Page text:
The above is a sketchy explanation of the manual transmission mechanism, however, I was surprised at another fact.

"The basic design for the 5-speed transmission currently fitted to the Legacy and Impreza has been in use before these models appeared and dates back to the Leone era. Originally the transmission was developed for torque estimated at around 20 kgfm. However, the excellence of the fundamental design and successful efforts to improve the strength of the gears, this transmission has grown into a 5-speed manual transmission with the durability and power for the current generation of Legacy and Impreza."

The Leone era was about 20 years ago. Designed with careful thought and developed with attention to detail, the manual transmission has been mass-produced over a long time and has matured well. The manual transmission is a symbol of the excellence of Subaru technology.

However, in the developmental stages of the New Impreza WRX STi, the transmission was required to change to a 6-speed transmission designed to draw out the engine power to its maximum, strengthen gears to cope with greater torque, as well as provide an even greater performance for gear shift operation with short responsive stroke and fresh alive feeling for sports driving.

Accordingly, the 6-speed manual transmission of the Impreza STi version was a new design. "The Impreza WRX STi engine produces 35 kgfm of torque and the 6-speed manual transmission can be adapted to greater torque in the future."

The Subaru Engineering Division conducted research and development aimed at creating the world's best gear-shift operations. This 6-speed manual transmission provides a bracing short stroke shift and provides excellent information to the driver. This is unmistakably the leading 6-speed manual transmission for a mass produced vehicle.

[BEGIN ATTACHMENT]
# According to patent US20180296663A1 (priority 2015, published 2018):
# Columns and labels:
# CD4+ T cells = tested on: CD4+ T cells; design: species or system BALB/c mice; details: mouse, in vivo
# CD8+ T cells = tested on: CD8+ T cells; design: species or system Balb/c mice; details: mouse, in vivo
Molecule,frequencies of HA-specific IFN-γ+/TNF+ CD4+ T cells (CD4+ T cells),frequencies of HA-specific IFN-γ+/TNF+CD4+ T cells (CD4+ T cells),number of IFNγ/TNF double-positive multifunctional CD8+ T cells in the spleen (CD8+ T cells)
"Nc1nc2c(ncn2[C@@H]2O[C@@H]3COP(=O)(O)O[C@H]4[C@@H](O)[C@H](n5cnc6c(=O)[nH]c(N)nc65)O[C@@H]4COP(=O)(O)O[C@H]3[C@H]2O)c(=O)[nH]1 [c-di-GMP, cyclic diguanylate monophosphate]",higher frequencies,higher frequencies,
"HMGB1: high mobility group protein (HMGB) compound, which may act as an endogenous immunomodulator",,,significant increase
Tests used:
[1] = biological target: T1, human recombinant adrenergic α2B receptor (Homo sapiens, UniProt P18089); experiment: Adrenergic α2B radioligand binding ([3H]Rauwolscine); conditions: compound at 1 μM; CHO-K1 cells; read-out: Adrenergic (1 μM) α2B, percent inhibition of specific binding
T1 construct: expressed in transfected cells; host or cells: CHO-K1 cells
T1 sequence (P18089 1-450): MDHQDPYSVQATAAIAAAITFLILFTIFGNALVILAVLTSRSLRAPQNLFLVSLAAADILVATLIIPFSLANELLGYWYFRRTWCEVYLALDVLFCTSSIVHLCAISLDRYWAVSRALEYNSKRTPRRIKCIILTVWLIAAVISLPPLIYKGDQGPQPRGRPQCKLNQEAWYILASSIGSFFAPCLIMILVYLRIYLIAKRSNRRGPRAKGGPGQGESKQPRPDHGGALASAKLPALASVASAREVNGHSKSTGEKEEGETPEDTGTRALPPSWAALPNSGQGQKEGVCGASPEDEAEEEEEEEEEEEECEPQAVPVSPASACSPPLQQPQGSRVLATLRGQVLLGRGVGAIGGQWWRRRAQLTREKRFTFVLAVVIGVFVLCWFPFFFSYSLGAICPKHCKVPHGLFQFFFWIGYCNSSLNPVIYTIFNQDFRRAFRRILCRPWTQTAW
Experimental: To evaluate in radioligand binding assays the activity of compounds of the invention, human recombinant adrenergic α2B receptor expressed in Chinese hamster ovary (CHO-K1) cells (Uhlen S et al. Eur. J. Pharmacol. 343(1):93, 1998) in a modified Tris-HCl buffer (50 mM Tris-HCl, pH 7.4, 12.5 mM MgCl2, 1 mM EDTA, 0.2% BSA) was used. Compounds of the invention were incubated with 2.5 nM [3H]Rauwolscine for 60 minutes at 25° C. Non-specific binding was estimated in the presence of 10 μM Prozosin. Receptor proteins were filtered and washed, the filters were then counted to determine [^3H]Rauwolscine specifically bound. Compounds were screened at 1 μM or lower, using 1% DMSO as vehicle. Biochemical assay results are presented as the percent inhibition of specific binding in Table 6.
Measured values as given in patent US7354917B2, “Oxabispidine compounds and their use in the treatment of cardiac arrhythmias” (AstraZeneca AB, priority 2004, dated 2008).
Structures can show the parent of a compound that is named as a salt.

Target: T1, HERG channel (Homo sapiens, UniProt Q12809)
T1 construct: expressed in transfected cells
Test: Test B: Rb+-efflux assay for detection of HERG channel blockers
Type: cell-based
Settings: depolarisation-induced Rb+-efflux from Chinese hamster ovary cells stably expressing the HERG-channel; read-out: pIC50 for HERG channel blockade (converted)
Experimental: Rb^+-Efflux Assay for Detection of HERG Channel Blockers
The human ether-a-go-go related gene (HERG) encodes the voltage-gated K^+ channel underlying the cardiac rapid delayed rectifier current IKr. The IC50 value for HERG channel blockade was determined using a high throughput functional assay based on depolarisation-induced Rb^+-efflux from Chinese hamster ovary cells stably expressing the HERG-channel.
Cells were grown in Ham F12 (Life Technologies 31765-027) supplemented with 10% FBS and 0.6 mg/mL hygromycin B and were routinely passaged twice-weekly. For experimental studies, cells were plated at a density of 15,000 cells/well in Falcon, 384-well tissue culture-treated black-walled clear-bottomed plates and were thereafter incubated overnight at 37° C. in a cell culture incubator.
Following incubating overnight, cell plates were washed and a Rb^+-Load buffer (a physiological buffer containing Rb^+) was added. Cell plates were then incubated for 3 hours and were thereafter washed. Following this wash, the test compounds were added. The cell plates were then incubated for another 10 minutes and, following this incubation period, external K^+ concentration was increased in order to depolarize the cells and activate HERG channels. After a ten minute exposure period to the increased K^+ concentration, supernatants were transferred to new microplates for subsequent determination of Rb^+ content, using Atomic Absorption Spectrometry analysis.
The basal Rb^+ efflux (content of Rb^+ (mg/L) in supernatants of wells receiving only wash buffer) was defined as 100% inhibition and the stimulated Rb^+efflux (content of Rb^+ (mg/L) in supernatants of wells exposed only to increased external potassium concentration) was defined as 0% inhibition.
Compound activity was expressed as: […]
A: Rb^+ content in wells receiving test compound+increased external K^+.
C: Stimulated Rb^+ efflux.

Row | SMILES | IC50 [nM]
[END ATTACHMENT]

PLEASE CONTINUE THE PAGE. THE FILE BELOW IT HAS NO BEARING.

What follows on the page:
Subaru also increased the performance of the synchronizer and on all five shift rail there are two linear ball bearings. Similar examples of such an effort to minimize the friction of shift operations are rare.

Now I take a look at the gears and the shift fork of the 6-speed manual transmission.

To reduce noise the mass-produced manual transmission uses helical gears with helix angle. The teeth appears to be like a gentle curve. When the gears mesh, the curves fit together and appear as a single part.

Associating this with muscles in animals evokes a strangely physical feel. From long ago people have noted that when we are inspired by the beauty of a mechanism, we see it as flesh and blood.

*1 kgfm = 9.80665 Nm / 7.233 ft-lb

*The specifications and availability of the Impreza WRX STi vary by region.

Quick Links

Richard Burns

Subaru rally legend, Richard Burns Britain's only FIA World Rally Champion died in November 2005 of brain cancer at the age of 34.

Click here for more information on the 2001 World Rally Champion.

RB320 Features

  • 6,000 of extra equipment
  • 320PS/450Nm Prodrive tuned
  • build limited to 320 units
  • finished in Obsidian Black
  • bespoke 18" alloy wheels
  • unique numbered tax disc holder
  • Prodrive tuned suspension system with Bilstein dampers, Eibach springs & rear ARB
  • lowered ride height
  • polished s/steel mesh front grille
  • STI front lip spoiler
  • STI quickshift gearchange
  • STI side sill plates
  • RB branded gear knob
  • RB branded car mats
  • RB exterior badging
Click here for full list